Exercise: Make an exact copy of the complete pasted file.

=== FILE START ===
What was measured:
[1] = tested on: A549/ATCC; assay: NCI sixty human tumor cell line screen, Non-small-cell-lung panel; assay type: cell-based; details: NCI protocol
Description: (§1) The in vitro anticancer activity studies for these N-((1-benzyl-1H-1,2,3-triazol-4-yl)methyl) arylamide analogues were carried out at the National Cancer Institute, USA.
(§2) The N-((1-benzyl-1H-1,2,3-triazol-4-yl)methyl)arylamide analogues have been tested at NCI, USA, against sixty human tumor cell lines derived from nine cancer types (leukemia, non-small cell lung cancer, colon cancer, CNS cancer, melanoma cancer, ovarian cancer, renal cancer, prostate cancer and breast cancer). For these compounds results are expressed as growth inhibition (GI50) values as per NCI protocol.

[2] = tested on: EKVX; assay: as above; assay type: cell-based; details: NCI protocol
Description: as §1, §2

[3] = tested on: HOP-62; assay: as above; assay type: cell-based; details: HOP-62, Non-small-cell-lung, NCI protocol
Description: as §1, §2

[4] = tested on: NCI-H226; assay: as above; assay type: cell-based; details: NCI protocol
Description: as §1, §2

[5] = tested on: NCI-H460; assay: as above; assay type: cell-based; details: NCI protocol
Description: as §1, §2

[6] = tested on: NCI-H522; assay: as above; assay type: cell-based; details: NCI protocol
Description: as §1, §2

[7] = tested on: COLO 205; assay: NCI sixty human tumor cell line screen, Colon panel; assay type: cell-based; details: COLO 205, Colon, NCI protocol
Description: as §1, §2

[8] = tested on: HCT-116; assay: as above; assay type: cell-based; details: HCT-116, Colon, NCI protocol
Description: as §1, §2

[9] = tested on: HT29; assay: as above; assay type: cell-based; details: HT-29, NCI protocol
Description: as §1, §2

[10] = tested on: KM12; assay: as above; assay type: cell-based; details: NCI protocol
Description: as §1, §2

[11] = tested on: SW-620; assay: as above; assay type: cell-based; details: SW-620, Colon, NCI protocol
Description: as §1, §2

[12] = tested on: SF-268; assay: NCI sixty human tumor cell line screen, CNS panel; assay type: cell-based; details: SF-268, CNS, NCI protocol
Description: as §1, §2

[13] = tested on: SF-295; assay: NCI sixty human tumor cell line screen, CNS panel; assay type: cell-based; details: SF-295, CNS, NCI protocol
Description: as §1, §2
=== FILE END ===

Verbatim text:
What was measured:
[1] = tested on: A549/ATCC; assay: NCI sixty human tumor cell line screen, Non-small-cell-lung panel; assay type: cell-based; details: NCI protocol
Description: (§1) The in vitro anticancer activity studies for these N-((1-benzyl-1H-1,2,3-triazol-4-yl)methyl) arylamide analogues were carried out at the National Cancer Institute, USA.
(§2) The N-((1-benzyl-1H-1,2,3-triazol-4-yl)methyl)arylamide analogues have been tested at NCI, USA, against sixty human tumor cell lines derived from nine cancer types (leukemia, non-small cell lung cancer, colon cancer, CNS cancer, melanoma cancer, ovarian cancer, renal cancer, prostate cancer and breast cancer). For these compounds results are expressed as growth inhibition (GI50) values as per NCI protocol.

[2] = tested on: EKVX; assay: as above; assay type: cell-based; details: NCI protocol
Description: as §1, §2

[3] = tested on: HOP-62; assay: as above; assay type: cell-based; details: HOP-62, Non-small-cell-lung, NCI protocol
Description: as §1, §2

[4] = tested on: NCI-H226; assay: as above; assay type: cell-based; details: NCI protocol
Description: as §1, §2

[5] = tested on: NCI-H460; assay: as above; assay type: cell-based; details: NCI protocol
Description: as §1, §2

[6] = tested on: NCI-H522; assay: as above; assay type: cell-based; details: NCI protocol
Description: as §1, §2

[7] = tested on: COLO 205; assay: NCI sixty human tumor cell line screen, Colon panel; assay type: cell-based; details: COLO 205, Colon, NCI protocol
Description: as §1, §2

[8] = tested on: HCT-116; assay: as above; assay type: cell-based; details: HCT-116, Colon, NCI protocol
Description: as §1, §2

[9] = tested on: HT29; assay: as above; assay type: cell-based; details: HT-29, NCI protocol
Description: as §1, §2

[10] = tested on: KM12; assay: as above; assay type: cell-based; details: NCI protocol
Description: as §1, §2

[11] = tested on: SW-620; assay: as above; assay type: cell-based; details: SW-620, Colon, NCI protocol
Description: as §1, §2

[12] = tested on: SF-268; assay: NCI sixty human tumor cell line screen, CNS panel; assay type: cell-based; details: SF-268, CNS, NCI protocol
Description: as §1, §2

[13] = tested on: SF-295; assay: NCI sixty human tumor cell line screen, CNS panel; assay type: cell-based; details: SF-295, CNS, NCI protocol
Description: as §1, §2